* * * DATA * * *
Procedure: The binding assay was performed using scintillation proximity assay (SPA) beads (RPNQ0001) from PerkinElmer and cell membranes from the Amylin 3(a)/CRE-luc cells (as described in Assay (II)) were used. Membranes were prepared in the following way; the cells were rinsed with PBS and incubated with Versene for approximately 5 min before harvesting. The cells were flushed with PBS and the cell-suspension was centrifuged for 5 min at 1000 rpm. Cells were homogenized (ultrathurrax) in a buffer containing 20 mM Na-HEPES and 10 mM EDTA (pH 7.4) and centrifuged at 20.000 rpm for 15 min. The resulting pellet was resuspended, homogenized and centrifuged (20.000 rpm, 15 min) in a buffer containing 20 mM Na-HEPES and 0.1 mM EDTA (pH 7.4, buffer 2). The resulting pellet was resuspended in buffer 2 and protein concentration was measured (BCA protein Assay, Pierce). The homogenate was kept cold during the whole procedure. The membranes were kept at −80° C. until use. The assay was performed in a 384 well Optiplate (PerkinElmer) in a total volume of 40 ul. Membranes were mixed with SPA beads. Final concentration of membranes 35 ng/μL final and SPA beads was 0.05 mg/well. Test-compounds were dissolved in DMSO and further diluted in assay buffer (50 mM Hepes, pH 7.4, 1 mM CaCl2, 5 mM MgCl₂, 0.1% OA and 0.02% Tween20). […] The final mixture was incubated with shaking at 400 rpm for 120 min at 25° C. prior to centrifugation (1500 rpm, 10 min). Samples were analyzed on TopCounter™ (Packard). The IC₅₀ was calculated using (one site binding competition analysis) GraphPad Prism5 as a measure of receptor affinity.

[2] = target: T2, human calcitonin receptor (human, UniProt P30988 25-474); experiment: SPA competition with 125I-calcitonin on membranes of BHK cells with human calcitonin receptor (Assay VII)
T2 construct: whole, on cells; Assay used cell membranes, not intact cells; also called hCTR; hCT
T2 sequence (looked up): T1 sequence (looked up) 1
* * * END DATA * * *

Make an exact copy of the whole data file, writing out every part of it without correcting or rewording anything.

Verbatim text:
Procedure: The binding assay was performed using scintillation proximity assay (SPA) beads (RPNQ0001) from PerkinElmer and cell membranes from the Amylin 3(a)/CRE-luc cells (as described in Assay (II)) were used. Membranes were prepared in the following way; the cells were rinsed with PBS and incubated with Versene for approximately 5 min before harvesting. The cells were flushed with PBS and the cell-suspension was centrifuged for 5 min at 1000 rpm. Cells were homogenized (ultrathurrax) in a buffer containing 20 mM Na-HEPES and 10 mM EDTA (pH 7.4) and centrifuged at 20.000 rpm for 15 min. The resulting pellet was resuspended, homogenized and centrifuged (20.000 rpm, 15 min) in a buffer containing 20 mM Na-HEPES and 0.1 mM EDTA (pH 7.4, buffer 2). The resulting pellet was resuspended in buffer 2 and protein concentration was measured (BCA protein Assay, Pierce). The homogenate was kept cold during the whole procedure. The membranes were kept at −80° C. until use. The assay was performed in a 384 well Optiplate (PerkinElmer) in a total volume of 40 ul. Membranes were mixed with SPA beads. Final concentration of membranes 35 ng/μL final and SPA beads was 0.05 mg/well. Test-compounds were dissolved in DMSO and further diluted in assay buffer (50 mM Hepes, pH 7.4, 1 mM CaCl2, 5 mM MgCl₂, 0.1% OA and 0.02% Tween20). […] The final mixture was incubated with shaking at 400 rpm for 120 min at 25° C. prior to centrifugation (1500 rpm, 10 min). Samples were analyzed on TopCounter™ (Packard). The IC₅₀ was calculated using (one site binding competition analysis) GraphPad Prism5 as a measure of receptor affinity.

[2] = target: T2, human calcitonin receptor (human, UniProt P30988 25-474); experiment: SPA competition with 125I-calcitonin on membranes of BHK cells with human calcitonin receptor (Assay VII)
T2 construct: whole, on cells; Assay used cell membranes, not intact cells; also called hCTR; hCT
T2 sequence (looked up): T1 sequence (looked up) 1